Loral Space and Communications, which exited Chapter 11 bankruptcy in November, reported increased sales and reduced losses for 2005 on the strength of its resurgent satellite-manufacturing arm and higher utilization of its four commercial telecommunications satellites.

In a March 28 annual report filed with the U.S. Securities and Exchange Commission (SEC), New York-based Loral also provided details of its XTAR LLC affiliate, which is pioneering the commercialization of X-band capacity for U.S., Spanish and other government customers.

Loral owns 56 percent of XTAR and concedes it is too early to say whether XTAR will be a success. The company has access to two recently launched satellites and is waiting for its biggest prospective customer, the U.S. Department of Defense, to contract for capacity. Loral also has financial obligations involving those same satellites.

XTAR, which is 44-percent owned by Hisdesat of Spain, sells capacity on the XTAR-Eur satellite launched in early 2005 and the Spainsat spacecraft launched in March. The two satellites provide coverage stretching from Denver to Singapore.

In addition to its XTAR-Eur satellite, XTAR is committed to leasing eight 72-megahertz transponders on Spainsat for the life of the satellite.

XTAR is paying the Spanish owners $6.2 million a year for transponder leases, and the price rises to $23 million a year starting in 2008.

The U.S. State Department in May 2005 agreed to lease capacity on XTAR in a contract whose potential value could be up to $137 million. But so far, the confirmed booking totals just one transponder for three years, for a total price of $13.5 million. The contract permits the State Department to add two years to the contract, in which case the price over five years would be $22.5 million, according to the Loral SEC filing.

XTAR reported a net loss of $9.6 million on sales of $9.4 million in 2005. It owes a portion of its future revenues to Arianespace of Evry, France, as payment for the launch of XTAR-Eur on a newly redesigned Ariane 5 ECA rocket.

Loral has made a total equity investment of $104.6 million in XTAR.

Loral Skynet, the satellite-services division of Loral Space and Communications, reported increased revenues, gross profit and utilization rates of its four satellites in 2005, but also a drop in backlog.

Skynet, which has one satellite under construction and also has four transponders — two C-band and two Ku-band — available to it on the Satmex 6 satellite set for launch in May, emerged from bankruptcy with the rest of New York-based Loral in November.

The Skynet division reported revenues of $151.5 million for 2005, up 7 percent from 2004 in large part because the Telstar 18, launched in 2004, posted its first full year’s operations. Skynet said its satellites were 70-percent full at the end of 2005, compared to 60 percent a year earlier.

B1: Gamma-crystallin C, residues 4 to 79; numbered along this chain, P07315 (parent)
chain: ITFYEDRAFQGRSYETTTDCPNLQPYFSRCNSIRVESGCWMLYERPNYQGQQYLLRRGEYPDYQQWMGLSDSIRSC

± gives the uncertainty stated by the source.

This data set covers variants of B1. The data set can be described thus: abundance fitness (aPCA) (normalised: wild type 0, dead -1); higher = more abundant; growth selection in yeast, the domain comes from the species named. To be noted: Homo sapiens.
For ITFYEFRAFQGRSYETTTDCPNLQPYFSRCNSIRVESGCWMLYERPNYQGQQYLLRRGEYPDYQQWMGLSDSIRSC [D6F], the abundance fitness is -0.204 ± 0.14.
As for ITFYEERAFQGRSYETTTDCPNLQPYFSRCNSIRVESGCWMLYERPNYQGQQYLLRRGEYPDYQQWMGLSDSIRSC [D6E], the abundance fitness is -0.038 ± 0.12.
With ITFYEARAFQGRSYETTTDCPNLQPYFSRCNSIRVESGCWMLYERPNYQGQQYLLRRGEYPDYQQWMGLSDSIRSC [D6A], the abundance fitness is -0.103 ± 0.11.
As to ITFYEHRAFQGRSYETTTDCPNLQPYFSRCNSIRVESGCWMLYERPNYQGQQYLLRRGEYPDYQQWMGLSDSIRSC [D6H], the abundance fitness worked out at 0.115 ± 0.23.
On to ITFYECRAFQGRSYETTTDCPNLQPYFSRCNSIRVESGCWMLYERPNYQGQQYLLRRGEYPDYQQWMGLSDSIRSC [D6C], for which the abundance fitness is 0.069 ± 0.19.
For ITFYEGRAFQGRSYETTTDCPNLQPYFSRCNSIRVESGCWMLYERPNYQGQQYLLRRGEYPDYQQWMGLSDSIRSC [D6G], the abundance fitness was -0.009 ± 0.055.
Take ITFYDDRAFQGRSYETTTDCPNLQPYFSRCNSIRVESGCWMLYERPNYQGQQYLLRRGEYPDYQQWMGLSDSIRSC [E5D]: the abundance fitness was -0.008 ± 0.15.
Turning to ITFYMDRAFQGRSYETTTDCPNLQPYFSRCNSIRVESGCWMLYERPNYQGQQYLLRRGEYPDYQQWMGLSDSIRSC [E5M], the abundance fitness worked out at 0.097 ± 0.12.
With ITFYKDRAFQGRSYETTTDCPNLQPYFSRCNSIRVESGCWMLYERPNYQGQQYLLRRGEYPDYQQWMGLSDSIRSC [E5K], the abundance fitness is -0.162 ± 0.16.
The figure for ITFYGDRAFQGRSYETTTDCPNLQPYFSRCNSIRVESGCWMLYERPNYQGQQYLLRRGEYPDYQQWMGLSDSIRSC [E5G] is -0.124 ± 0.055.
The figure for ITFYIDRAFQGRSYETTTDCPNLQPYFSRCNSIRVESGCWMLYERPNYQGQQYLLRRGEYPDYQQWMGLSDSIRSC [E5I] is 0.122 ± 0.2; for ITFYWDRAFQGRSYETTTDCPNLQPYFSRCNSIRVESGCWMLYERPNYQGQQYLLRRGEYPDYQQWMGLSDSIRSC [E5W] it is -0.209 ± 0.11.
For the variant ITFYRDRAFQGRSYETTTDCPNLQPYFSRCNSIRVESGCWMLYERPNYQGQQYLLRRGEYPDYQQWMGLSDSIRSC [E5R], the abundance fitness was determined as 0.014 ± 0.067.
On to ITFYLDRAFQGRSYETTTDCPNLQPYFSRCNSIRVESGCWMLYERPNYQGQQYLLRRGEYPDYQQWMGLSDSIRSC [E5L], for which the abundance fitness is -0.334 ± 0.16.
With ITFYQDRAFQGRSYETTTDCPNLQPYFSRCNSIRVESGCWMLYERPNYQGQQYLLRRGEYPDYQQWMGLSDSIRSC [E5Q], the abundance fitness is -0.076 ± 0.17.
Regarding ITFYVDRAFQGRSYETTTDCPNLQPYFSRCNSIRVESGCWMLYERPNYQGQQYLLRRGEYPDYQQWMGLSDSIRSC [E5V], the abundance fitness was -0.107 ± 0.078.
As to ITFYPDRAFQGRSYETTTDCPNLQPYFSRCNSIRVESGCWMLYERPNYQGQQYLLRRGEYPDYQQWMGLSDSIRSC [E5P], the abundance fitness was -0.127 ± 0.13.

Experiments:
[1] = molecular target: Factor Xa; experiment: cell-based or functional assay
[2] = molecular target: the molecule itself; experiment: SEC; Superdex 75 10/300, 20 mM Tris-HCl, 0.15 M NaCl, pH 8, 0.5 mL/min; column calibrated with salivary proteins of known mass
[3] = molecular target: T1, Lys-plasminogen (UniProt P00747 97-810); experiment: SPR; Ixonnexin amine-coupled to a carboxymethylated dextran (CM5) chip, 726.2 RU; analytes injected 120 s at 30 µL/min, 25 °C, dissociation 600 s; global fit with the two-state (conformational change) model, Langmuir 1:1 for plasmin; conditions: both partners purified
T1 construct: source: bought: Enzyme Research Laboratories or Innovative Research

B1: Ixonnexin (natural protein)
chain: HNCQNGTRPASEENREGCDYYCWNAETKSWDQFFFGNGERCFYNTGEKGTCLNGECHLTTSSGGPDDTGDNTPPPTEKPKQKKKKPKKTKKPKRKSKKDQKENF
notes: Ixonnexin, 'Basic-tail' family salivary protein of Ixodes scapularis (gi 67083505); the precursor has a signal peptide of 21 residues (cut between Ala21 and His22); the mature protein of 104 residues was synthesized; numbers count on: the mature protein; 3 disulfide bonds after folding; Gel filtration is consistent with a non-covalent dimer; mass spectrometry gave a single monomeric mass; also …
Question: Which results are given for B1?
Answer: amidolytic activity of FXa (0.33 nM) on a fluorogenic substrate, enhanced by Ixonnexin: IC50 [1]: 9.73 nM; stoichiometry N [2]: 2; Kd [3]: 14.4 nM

Skynet’s North Atlantic fleet was sold to Intelsat in 2004 to pay off Loral debt. It was the key move that permitted Loral to emerge, smaller but intact, from Chapter 11 protection after more than two years under the bankruptcy court’s protection .

Skynet’s adjusted EBITDA, or earnings before interest, taxes, depreciation and amortization, was $51 million in 2005, compared to $16 million in 2004.

But backlog was down nearly 17 percent, to $453.4 million, despite the increased revenues and fill rate. Loral’s annual report to the SEC , filed March 28, did not explain the backlog decline.

Loral spokesman John McCarthy said March 29 that the reduction was due to “a number of variables, including shorter contract lengths and some things that came out of backlog in 2005.”

One contract that was revised downward in 2005 is with in-flight Internet service provider Connexion by Boeing, which had signed a long-term lease for capacity on Loral Skynet’s Telstar 14/Estrela do Sul satellite, located at 63 degrees west longitude.

One of Estrela do Sul’s solar arrays failed to fully deploy after launch in January 2004. Loral subsequently received a $205 million insurance settlement. The satellite continues to function, but with only 15 of its 41 transponders, and it is expected to be retired in 2010 — after just six years’ service, rather than the 15 years that had been planned.

As expected, the star of Loral’s 2005 financial report was Space Systems/Loral, the Palo Alto, Calif., satellite builder that booked four new orders in 2005 after a five-satellite year in 2004.

Space Systems/Loral reported revenues of $491 million in 2005, up 12 percent over 2004 as the backlog flowed onto the revenue line. Space Systems/Loral’s backlog at the end of 2005 stood at $815 million, a 69-percent increase from a year earlier.

Four Loral-built satellites are scheduled for launch in 2006 — the long-built Satmex 6, whose owner, Satmex, is in Mexican bankruptcy proceedings; the Galaxy 16 for PanAmSat; DirecTV Group’s DirecTV 9S; and WildBlue-1 for consumer-broadband services provider WildBlue Communications.

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